Whitesburg KY
Sunny
Sunny
51°F
 

Two old friends finally meet




Just a line or two or three from the funny farm. I would say from the nut house, but that would sound too much like a final analysis. Anyway, I hope everyone had a safe and funfilled week.

It is about time for everyone to be on the alert for our school buses again, and they will be hauling a precious cargo. Some will be glad to get back into school and some won’t. They may not like to go to school now, but later in life they will be glad they did.

It is a traumatic experience for a little one just starting school for the first time because there is no easy way to introduce themselves to an entirely new world from what they are used to that will quell their fears. An understanding and caring teacher is of the utmost importance because if they develop a fear of school, they will always hate to go to school which will result in a high dropout rate.

Usually teachers who have children of their own can interact with the students better than one who doesn’t. Most little ones seem to adjust rather well after a few days, especially after making some new friends.

Now on a different note, we have some friends, Ed and Ida Vandermolen, who live in Wisconsin. We hadn’t seen Ida in a couple of years and had never met Ed. What a surprise when we got a call from Ohio two weeks ago from them. They were visiting their daughter and said they would stop by the following week.

So on Thursday afternoon of last week we kept watching for an unfamiliar vehicle to pull up our driveway. We had no idea what they were driving. When they arrived, like many others, they couldn’t make it all the way up our driveway and had to hoof it the rest of the way.

Our getting acquainted went quite well because we felt as if we had known Ed for years through Ida. We really had an enjoyable gettogether and after a spell, Ed and I retired to the kitchen table to talk while the women were chatting in the living room.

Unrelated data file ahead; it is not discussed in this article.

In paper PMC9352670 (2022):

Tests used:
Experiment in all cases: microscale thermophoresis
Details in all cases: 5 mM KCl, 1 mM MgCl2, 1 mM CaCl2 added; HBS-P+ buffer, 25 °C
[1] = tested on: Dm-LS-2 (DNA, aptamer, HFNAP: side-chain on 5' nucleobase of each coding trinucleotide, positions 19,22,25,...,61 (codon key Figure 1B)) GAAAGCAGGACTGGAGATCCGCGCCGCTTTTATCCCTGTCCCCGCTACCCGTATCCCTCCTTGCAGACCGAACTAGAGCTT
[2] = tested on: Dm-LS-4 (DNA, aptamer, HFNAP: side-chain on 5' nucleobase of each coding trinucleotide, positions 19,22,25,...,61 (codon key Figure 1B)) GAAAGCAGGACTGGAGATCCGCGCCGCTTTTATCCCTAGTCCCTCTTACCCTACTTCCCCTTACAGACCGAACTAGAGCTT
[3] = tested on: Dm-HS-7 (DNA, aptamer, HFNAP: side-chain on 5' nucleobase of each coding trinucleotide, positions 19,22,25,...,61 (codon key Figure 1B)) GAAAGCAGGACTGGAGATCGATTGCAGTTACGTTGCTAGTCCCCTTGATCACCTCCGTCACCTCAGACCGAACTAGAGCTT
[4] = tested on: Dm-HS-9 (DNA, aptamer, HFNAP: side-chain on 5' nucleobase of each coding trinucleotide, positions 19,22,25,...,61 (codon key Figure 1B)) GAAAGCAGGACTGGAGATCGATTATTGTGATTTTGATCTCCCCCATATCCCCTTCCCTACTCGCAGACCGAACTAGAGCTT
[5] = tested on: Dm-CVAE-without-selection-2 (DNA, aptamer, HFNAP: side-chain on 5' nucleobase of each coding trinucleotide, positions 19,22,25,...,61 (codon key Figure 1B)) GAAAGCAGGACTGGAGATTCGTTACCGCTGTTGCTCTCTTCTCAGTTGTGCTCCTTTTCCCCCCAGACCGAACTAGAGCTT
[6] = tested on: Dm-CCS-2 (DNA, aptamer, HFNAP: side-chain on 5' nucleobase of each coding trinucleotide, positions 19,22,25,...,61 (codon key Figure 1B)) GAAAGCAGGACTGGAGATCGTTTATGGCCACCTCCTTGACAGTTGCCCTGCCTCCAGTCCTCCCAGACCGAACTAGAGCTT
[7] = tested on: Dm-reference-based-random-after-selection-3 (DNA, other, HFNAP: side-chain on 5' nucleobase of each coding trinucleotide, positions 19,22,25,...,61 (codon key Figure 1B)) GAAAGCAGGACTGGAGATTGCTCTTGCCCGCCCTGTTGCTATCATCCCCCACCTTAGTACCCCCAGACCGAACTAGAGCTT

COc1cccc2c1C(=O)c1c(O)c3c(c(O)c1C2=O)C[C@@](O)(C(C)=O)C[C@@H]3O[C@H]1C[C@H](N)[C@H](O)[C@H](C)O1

Ed and Ida spend their time working for the Lord by helping others. One such instance resulted in Ed falling from the top of a building, almost costing him his life. It was many, many months before he was able to do anything for himself, but he is now about 90 percent recovered. People of the caliber of Ed and Ida are hard to find in this neck of the woods.

They brought us a jar of homemade maple syrup and, being the inquisitive type, I had to learn how it was made. It normally takes 40 gallons of sap to get one gallon of syrup. It is made in much the same manner as molasses. Ed said things were better this spring and it only took 30 gallons of sap to get a gallon of syrup.

I always had a desire to watch it being made the oldtime way. The best time to collect the sap in the spring is with the temperature in the 40s during the day and in the 20s during the night.

I was beginning to wonder if I was ever going to get to meet Ed because he was in Wisconsin fighting for his life and I was in Kentucky fighting for my life. But everything turned out just fine.

It seems that every time Ida called she was preparing to clear the snow from their driveway or had just finished. I’m not the least bit selfish, so they can have my share of snow too. We get inches of snow and they get feet.

They have wonderful neighbors and they pitched in to help while Ed was incapacitated. If you have a good friend, cherish that friend, or if you have a good neighbor or neighbors, cherish them because they are priceless. How priceless one never knows until you need them and they’re not there.

Anyone who is a friend or neighbor only on Sundays is really not sincere and is only there to be looked upon by others, and will look the other way rather than speak to you.

And that is all from the funny farm till next time.


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